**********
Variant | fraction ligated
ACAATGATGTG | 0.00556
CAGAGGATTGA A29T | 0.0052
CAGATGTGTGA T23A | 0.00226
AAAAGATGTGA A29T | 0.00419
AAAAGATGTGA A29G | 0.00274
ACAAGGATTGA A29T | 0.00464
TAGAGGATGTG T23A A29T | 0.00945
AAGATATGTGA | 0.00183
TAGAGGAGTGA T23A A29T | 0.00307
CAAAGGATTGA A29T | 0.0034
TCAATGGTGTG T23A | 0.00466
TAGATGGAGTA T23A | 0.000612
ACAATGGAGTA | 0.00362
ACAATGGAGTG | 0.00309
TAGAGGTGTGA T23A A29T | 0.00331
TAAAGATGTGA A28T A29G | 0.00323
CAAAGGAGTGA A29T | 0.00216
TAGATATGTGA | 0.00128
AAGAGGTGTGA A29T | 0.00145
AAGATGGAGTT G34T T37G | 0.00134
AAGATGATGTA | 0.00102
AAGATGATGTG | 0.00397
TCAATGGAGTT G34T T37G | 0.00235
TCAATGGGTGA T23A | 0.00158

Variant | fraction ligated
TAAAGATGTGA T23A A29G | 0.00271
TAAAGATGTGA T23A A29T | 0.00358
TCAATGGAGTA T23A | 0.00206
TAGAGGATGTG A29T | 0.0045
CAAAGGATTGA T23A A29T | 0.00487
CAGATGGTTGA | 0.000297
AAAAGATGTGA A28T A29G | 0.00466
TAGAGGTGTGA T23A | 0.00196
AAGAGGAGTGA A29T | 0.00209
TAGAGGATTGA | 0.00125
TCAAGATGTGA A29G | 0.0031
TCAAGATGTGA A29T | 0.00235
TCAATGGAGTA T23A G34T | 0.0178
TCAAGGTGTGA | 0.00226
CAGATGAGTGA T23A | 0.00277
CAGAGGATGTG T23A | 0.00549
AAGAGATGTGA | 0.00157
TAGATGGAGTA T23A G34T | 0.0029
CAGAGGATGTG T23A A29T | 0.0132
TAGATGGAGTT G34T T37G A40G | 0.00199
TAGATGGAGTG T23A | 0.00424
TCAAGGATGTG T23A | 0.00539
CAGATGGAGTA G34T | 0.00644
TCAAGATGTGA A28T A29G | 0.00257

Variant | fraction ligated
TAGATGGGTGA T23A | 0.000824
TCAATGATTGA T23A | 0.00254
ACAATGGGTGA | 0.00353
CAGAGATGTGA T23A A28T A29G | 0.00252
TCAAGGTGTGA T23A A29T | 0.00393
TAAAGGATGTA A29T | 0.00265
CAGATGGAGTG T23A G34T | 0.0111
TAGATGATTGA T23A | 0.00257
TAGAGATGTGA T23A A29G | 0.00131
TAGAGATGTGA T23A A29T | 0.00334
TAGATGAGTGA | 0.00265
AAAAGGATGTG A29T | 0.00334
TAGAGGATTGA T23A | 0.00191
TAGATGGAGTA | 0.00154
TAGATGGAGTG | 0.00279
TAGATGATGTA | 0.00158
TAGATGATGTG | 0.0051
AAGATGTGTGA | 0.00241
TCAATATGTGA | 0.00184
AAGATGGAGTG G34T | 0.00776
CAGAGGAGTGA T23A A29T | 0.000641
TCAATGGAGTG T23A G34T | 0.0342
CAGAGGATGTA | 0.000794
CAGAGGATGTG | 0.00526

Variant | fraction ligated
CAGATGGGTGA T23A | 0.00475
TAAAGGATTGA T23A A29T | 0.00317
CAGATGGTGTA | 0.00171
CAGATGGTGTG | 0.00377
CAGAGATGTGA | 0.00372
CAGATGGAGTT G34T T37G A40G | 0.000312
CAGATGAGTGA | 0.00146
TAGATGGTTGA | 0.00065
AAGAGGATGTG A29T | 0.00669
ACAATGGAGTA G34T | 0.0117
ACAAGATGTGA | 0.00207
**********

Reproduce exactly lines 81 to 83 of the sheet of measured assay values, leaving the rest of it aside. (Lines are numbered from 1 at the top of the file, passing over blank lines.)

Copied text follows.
CAGAGATGTGA | 0.00372
CAGATGGAGTT G34T T37G A40G | 0.000312
CAGATGAGTGA | 0.00146